14 January 2022
The NASA Science Mission Directorate (SMD) has released a Community Announcement on www.SAM.gov (notice ID NNH22ZDA008L) concerning its intention to solicit investigations for the Astrophysics Probe Program.
The National Academies’ 2020 Decadal Survey in Astronomy and Astrophysics recommends probe missions to be competed in broad areas identified as important to accomplish the survey’s scientific goals. For the coming decade, the Decadal Survey recommends a far-infrared mission or an X-ray mission designed to complement the European Space Agency (ESA’s) Athena mission.
Current planning calls for NASA SMD to release an Astrophysics Probe Announcement of Opportunity (AO) in January 2023 to solicit proposals for the Astrophysics Probe. The planned selection process has two steps: In Step 1, it is anticipated that approximately two or three mission proposals may be selected for nine-month Phase A concept studies. Each Probe concept study could be funded up to $5M in real year dollars. For Step 2, NASA will conduct a review of the Phase A concept study reports. As a result of this second evaluation, NASA expects to select one mission to proceed into Phase B and subsequent mission phases. A draft Astrophysics Probe AO is expected to be released for comment in June 2022 through the NASA Solicitation and Proposal Integrated Review and Evaluation System (NSPIRES).
The policies in this community announcement are estimated as among those having the most significant impact on proposers’ preparing responses to the AO. NASA will consider feedback to this announcement as part of the ongoing AO preparation process to refine these and other policies. Further details on these policies can be found in the synopsis document on the Community Announcement page.
Mission Themes: Responses to the Astrophysics Probe AO will be limited to one of the two mission themes recommended by the Decadal Survey: a far infrared imaging or spectroscopy mission, and an X-ray probe to complement ESA’s Athena Observatory. The current Astrophysics Probe Program planning budget is sufficient to select and execute one Astrophysics Probe mission.
Cost Cap: The PI-Managed Mission Cost (PIMMC) for an Astrophysics Probe mission is expected to be capped at $1 billion in fiscal year (FY) 2023 dollars, not including any contributions, the cost of AO-provided access to space, or any General Observer (GO)/Guest Investigator (GI) program costs.
Access to Space: The cost of standard launch services will be the responsibility of NASA. A standard launch performance capability will be defined and provided without charge to the PIMMC.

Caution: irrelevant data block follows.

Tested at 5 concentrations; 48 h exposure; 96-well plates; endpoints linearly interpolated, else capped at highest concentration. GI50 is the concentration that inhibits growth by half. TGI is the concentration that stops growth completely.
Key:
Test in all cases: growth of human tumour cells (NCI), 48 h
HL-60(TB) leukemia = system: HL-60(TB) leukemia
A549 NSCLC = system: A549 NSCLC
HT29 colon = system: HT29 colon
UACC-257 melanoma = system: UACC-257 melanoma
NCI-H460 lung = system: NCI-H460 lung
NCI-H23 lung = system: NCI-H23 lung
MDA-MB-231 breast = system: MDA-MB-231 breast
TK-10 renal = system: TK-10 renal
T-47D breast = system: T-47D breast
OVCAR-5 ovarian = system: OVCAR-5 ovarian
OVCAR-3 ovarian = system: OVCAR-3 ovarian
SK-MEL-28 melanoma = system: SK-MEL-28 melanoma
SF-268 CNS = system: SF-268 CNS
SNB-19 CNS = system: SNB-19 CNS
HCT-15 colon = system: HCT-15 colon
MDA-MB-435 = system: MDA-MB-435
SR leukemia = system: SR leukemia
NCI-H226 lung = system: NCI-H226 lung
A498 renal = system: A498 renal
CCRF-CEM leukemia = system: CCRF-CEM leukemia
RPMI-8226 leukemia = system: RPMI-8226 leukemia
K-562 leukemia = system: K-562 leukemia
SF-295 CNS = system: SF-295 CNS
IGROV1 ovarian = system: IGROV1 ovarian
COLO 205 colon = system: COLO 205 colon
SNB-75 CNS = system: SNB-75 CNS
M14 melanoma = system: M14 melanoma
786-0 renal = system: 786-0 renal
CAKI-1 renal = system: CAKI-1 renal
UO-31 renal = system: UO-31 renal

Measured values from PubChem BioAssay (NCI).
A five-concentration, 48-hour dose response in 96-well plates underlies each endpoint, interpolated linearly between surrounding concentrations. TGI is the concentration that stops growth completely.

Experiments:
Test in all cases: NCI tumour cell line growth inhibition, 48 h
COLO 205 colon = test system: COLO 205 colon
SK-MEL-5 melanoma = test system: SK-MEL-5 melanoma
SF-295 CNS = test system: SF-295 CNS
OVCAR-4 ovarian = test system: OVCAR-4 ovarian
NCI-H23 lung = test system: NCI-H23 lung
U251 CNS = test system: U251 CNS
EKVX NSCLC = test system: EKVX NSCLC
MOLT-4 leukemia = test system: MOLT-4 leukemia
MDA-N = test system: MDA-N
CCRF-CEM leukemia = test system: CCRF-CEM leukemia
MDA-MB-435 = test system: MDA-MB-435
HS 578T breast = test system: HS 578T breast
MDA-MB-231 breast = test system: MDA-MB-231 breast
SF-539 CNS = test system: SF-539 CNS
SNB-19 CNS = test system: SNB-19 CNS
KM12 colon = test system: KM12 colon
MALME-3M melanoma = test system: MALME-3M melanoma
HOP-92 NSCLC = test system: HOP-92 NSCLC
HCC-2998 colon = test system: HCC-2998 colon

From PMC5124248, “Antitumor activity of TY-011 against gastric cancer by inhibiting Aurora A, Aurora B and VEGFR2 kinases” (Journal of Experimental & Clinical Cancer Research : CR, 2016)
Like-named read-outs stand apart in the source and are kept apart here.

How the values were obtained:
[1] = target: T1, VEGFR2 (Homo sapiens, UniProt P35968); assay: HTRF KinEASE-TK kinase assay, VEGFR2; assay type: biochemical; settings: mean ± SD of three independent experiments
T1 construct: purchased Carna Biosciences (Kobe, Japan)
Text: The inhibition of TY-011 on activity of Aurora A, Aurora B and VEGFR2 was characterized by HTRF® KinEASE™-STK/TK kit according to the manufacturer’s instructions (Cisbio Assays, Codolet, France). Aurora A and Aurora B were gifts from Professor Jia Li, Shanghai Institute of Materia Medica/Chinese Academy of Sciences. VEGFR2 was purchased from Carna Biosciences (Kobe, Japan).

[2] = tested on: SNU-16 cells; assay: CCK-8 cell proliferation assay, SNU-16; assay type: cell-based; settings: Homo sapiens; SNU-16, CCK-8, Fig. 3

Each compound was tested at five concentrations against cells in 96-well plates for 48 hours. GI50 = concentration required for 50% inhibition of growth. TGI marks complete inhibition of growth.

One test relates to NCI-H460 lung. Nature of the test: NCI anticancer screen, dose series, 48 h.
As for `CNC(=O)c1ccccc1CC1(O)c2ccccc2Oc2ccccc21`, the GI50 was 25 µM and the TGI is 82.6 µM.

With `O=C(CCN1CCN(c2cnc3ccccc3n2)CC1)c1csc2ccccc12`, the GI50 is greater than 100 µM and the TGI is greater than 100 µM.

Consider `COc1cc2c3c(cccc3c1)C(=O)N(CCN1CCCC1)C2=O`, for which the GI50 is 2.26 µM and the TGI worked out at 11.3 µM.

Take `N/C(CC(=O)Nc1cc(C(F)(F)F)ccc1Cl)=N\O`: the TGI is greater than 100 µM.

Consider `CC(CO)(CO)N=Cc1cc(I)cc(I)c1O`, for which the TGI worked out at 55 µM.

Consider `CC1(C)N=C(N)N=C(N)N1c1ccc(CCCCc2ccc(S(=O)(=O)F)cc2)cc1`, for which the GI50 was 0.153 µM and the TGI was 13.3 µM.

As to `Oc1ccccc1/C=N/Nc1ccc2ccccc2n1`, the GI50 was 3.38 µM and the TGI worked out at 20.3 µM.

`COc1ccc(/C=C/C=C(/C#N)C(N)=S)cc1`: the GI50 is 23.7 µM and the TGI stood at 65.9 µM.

Science Investigations and Data: (1) A pointed observatory will have the bulk of its observing time made available to the community for General Observers (GO), funded outside of the PIMMC. The PI-led science team will conduct science investigation(s) with a limited amount of Guaranteed Time Observing (GTO), funded within the PIMMC. (2) A survey observatory will have all of its survey data made available to the community for Guest Investigators (GI), funded outside of the PIMMC. The PI-led science team will conduct science investigation(s) with the survey data, funded within the PIMMC. (3) All data will be made public as soon as practical through a NASA-managed astrophysics data archive. There is no limited data use period, even for pointed data.
Contributions: Contributions, including contributions from foreign partners, are welcome and will not be counted against the PIMMC, but the value of such contributions is constrained. The sum of contributions of any kind to the entirety of the investigation is not to exceed one-third (1/3) of the proposed PIMMC, and the value of contributions to the science payload may not exceed one-third (1/3) of the payload.
Additional Opportunities: Proposals for Student Collaborations, and proposals for Science Enhancement Options other than GO/GI programs are welcome but optional, and their evaluation is deferred to the Step-2 mission concept study. Proposals for Technology Demonstrations are not solicited.
Proposals in response to the forthcoming Astrophysics Probe AO will be due not less than 90 days after its final release. Participation will be open to all categories of U.S. and non-U.S. organizations, including educational institutions, industry, not-for-profit organizations, Federally Funded Research and Development Centers, NASA Centers, and other Government agencies. Participation by NASA Centers must be consistent with NASA’s Center Roles policies.
The schedule for the solicitation is intended to be:
The Astrophysics Probe AO may contain provisions that differ substantially from this special notice, in which case the provisions in the AO will take precedence. The Astrophysics Probe AO will currently be based on the SMD Standard PI-led Mission AO Template. However, proposers must read carefully the Draft and Final Astrophysics Probe AO when they are released on NSPIRES, as things may be revised.
Further information, as it becomes available, will be posted on the Astrophysics Probe Acquisition website. Questions and feedback on the policies in this notice are due by 15 March 2022, in order to be considered as a part of the development of the Draft AO and may be addressed by email with “Astrophysics Probe” in the subject header to Dr. Patricia Knezek, Astrophysics Probe Program Lead Scientist, Astrophysics Division, email@example.com. Questions and feedback will be acknowledged, and responses to inquiries will be posted at the Questions and Answers (Q&A) location on the Astrophysics Probe Acquisition website. Anonymity of persons or institutions submitting questions will be preserved.
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